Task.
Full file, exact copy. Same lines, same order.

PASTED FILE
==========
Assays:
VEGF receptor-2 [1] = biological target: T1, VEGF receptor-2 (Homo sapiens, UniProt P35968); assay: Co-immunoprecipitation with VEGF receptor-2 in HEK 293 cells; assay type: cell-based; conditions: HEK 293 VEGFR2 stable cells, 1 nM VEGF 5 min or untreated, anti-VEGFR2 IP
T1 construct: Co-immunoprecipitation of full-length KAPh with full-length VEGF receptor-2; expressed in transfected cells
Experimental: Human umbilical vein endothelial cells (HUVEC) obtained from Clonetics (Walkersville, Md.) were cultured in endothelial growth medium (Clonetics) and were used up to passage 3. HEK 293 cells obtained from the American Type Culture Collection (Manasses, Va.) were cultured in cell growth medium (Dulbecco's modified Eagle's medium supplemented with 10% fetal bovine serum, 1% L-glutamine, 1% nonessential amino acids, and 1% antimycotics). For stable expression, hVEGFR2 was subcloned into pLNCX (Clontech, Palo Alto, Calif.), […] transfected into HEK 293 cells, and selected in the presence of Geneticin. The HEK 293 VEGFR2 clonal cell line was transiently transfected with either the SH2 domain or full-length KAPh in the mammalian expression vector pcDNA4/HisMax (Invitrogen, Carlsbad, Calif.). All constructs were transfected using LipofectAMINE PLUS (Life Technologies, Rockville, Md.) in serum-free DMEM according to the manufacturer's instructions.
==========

Assays:
VEGF receptor-2 [1] = biological target: T1, VEGF receptor-2 (Homo sapiens, UniProt P35968); assay: Co-immunoprecipitation with VEGF receptor-2 in HEK 293 cells; assay type: cell-based; conditions: HEK 293 VEGFR2 stable cells, 1 nM VEGF 5 min or untreated, anti-VEGFR2 IP
T1 construct: Co-immunoprecipitation of full-length KAPh with full-length VEGF receptor-2; expressed in transfected cells
Experimental: Human umbilical vein endothelial cells (HUVEC) obtained from Clonetics (Walkersville, Md.) were cultured in endothelial growth medium (Clonetics) and were used up to passage 3. HEK 293 cells obtained from the American Type Culture Collection (Manasses, Va.) were cultured in cell growth medium (Dulbecco's modified Eagle's medium supplemented with 10% fetal bovine serum, 1% L-glutamine, 1% nonessential amino acids, and 1% antimycotics). For stable expression, hVEGFR2 was subcloned into pLNCX (Clontech, Palo Alto, Calif.), […] transfected into HEK 293 cells, and selected in the presence of Geneticin. The HEK 293 VEGFR2 clonal cell line was transiently transfected with either the SH2 domain or full-length KAPh in the mammalian expression vector pcDNA4/HisMax (Invitrogen, Carlsbad, Calif.). All constructs were transfected using LipofectAMINE PLUS (Life Technologies, Rockville, Md.) in serum-free DMEM according to the manufacturer's instructions.